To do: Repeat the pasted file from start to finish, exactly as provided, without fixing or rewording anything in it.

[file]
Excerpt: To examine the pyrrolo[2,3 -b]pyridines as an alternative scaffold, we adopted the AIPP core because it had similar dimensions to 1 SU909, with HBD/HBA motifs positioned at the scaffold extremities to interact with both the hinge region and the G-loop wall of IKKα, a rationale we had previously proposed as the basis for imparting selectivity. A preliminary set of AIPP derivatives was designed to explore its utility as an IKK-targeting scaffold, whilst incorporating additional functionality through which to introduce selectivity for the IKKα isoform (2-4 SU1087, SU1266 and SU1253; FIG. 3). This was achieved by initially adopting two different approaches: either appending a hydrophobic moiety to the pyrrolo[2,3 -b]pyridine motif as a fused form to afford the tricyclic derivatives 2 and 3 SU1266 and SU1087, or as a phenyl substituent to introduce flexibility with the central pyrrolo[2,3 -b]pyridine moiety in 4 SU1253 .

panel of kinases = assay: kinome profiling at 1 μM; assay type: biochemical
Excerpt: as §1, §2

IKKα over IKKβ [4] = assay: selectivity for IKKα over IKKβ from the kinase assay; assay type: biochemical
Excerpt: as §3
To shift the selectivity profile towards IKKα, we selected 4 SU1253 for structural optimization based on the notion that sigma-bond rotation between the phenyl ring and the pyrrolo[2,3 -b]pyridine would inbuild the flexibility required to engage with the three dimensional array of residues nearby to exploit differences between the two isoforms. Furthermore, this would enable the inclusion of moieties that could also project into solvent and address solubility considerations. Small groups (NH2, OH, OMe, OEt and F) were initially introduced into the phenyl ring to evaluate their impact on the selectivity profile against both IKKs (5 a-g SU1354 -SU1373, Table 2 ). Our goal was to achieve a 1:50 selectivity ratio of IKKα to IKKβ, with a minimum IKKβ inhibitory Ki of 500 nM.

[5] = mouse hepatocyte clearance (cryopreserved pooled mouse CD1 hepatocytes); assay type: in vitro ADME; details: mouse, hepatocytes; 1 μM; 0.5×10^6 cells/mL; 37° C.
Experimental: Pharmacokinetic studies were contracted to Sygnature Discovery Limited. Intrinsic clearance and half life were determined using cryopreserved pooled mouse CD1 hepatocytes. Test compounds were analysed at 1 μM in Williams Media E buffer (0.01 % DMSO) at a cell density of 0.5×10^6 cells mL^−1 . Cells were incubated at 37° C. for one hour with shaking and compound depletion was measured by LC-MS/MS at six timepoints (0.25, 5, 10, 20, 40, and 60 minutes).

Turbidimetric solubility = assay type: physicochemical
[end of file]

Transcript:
Excerpt: To examine the pyrrolo[2,3 -b]pyridines as an alternative scaffold, we adopted the AIPP core because it had similar dimensions to 1 SU909, with HBD/HBA motifs positioned at the scaffold extremities to interact with both the hinge region and the G-loop wall of IKKα, a rationale we had previously proposed as the basis for imparting selectivity. A preliminary set of AIPP derivatives was designed to explore its utility as an IKK-targeting scaffold, whilst incorporating additional functionality through which to introduce selectivity for the IKKα isoform (2-4 SU1087, SU1266 and SU1253; FIG. 3). This was achieved by initially adopting two different approaches: either appending a hydrophobic moiety to the pyrrolo[2,3 -b]pyridine motif as a fused form to afford the tricyclic derivatives 2 and 3 SU1266 and SU1087, or as a phenyl substituent to introduce flexibility with the central pyrrolo[2,3 -b]pyridine moiety in 4 SU1253 .

panel of kinases = assay: kinome profiling at 1 μM; assay type: biochemical
Excerpt: as §1, §2

IKKα over IKKβ [4] = assay: selectivity for IKKα over IKKβ from the kinase assay; assay type: biochemical
Excerpt: as §3
To shift the selectivity profile towards IKKα, we selected 4 SU1253 for structural optimization based on the notion that sigma-bond rotation between the phenyl ring and the pyrrolo[2,3 -b]pyridine would inbuild the flexibility required to engage with the three dimensional array of residues nearby to exploit differences between the two isoforms. Furthermore, this would enable the inclusion of moieties that could also project into solvent and address solubility considerations. Small groups (NH2, OH, OMe, OEt and F) were initially introduced into the phenyl ring to evaluate their impact on the selectivity profile against both IKKs (5 a-g SU1354 -SU1373, Table 2 ). Our goal was to achieve a 1:50 selectivity ratio of IKKα to IKKβ, with a minimum IKKβ inhibitory Ki of 500 nM.

[5] = mouse hepatocyte clearance (cryopreserved pooled mouse CD1 hepatocytes); assay type: in vitro ADME; details: mouse, hepatocytes; 1 μM; 0.5×10^6 cells/mL; 37° C.
Experimental: Pharmacokinetic studies were contracted to Sygnature Discovery Limited. Intrinsic clearance and half life were determined using cryopreserved pooled mouse CD1 hepatocytes. Test compounds were analysed at 1 μM in Williams Media E buffer (0.01 % DMSO) at a cell density of 0.5×10^6 cells mL^−1 . Cells were incubated at 37° C. for one hour with shaking and compound depletion was measured by LC-MS/MS at six timepoints (0.25, 5, 10, 20, 40, and 60 minutes).

Turbidimetric solubility = assay type: physicochemical